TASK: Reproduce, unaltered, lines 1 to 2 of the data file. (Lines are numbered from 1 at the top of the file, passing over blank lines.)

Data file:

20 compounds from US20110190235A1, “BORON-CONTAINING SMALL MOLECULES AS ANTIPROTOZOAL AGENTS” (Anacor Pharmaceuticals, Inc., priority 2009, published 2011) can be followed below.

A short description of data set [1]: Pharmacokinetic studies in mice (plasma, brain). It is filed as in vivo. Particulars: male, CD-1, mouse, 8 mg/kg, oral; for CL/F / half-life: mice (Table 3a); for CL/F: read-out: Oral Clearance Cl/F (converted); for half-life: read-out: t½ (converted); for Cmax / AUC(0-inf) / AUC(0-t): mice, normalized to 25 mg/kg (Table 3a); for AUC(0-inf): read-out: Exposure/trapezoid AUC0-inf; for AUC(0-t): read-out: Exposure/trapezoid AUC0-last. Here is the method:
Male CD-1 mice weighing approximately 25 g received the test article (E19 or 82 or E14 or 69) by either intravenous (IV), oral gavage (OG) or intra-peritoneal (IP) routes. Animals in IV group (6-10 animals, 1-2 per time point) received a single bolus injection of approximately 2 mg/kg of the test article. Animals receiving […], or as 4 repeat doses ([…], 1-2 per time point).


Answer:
20 compounds from US20110190235A1, “BORON-CONTAINING SMALL MOLECULES AS ANTIPROTOZOAL AGENTS” (Anacor Pharmaceuticals, Inc., priority 2009, published 2011) can be followed below.

A short description of data set [1]: Pharmacokinetic studies in mice (plasma, brain). It is filed as in vivo. Particulars: male, CD-1, mouse, 8 mg/kg, oral; for CL/F / half-life: mice (Table 3a); for CL/F: read-out: Oral Clearance Cl/F (converted); for half-life: read-out: t½ (converted); for Cmax / AUC(0-inf) / AUC(0-t): mice, normalized to 25 mg/kg (Table 3a); for AUC(0-inf): read-out: Exposure/trapezoid AUC0-inf; for AUC(0-t): read-out: Exposure/trapezoid AUC0-last. Here is the method: